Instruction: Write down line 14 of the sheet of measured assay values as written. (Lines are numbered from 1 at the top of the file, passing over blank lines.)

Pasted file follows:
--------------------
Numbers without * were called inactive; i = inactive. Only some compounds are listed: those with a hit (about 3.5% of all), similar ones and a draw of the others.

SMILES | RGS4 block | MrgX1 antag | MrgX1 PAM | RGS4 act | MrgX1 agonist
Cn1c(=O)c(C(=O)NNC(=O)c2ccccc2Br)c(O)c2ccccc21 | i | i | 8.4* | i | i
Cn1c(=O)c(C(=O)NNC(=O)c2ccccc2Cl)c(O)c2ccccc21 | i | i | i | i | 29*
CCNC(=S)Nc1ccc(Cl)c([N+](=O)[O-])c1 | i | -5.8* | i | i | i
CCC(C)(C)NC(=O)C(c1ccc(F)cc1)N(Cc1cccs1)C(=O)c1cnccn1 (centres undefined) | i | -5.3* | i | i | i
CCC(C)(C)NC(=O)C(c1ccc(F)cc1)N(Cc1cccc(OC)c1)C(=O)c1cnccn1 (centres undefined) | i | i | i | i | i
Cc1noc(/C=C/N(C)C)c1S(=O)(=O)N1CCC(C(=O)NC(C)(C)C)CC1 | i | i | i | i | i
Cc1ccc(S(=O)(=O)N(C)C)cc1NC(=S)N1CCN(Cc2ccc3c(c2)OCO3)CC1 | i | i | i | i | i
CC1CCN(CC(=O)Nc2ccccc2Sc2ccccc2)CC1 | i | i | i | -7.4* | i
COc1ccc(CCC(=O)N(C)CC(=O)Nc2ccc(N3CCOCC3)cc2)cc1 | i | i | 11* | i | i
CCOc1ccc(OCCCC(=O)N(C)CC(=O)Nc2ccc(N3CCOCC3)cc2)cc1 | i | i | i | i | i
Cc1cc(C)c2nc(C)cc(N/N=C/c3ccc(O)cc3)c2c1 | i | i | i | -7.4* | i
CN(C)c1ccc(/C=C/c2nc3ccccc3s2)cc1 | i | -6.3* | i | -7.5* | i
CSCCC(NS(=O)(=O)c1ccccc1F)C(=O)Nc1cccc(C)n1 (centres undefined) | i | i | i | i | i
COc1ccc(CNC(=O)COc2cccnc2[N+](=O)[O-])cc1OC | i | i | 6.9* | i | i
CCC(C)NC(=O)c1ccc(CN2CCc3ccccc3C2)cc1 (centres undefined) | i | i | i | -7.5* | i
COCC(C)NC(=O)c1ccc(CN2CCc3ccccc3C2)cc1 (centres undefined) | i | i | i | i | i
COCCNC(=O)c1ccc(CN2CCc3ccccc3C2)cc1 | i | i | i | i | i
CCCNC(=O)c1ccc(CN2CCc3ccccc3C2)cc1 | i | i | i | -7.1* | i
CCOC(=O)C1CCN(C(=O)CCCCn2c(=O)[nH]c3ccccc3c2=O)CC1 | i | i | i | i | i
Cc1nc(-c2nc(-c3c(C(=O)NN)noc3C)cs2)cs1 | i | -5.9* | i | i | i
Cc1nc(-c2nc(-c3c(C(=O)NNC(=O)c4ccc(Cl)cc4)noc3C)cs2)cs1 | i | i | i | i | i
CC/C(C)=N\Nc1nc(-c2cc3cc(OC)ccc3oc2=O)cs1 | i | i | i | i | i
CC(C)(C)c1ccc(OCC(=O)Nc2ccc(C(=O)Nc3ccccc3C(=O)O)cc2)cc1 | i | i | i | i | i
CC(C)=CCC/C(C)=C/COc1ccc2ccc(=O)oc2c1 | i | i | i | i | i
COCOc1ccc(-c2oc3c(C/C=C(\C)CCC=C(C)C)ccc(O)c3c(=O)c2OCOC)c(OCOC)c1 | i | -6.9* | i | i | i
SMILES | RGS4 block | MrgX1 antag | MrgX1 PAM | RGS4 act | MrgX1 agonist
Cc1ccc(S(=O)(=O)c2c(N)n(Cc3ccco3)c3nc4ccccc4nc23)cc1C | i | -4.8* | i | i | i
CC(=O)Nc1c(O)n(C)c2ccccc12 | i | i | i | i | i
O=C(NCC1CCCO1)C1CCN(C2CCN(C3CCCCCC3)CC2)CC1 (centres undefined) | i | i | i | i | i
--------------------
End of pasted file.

CN(C)c1ccc(/C=C/c2nc3ccccc3s2)cc1 | i | -6.3* | i | -7.5* | i